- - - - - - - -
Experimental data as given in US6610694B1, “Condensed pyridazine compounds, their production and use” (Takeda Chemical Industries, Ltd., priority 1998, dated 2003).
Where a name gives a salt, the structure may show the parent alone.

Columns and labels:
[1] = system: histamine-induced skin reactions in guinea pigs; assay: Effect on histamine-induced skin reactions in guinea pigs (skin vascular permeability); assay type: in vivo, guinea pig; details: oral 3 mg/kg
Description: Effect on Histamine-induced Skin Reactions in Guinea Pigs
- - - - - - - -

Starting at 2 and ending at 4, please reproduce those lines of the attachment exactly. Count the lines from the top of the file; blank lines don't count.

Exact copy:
Where a name gives a salt, the structure may show the parent alone.

Columns and labels:
[1] = system: histamine-induced skin reactions in guinea pigs; assay: Effect on histamine-induced skin reactions in guinea pigs (skin vascular permeability); assay type: in vivo, guinea pig; details: oral 3 mg/kg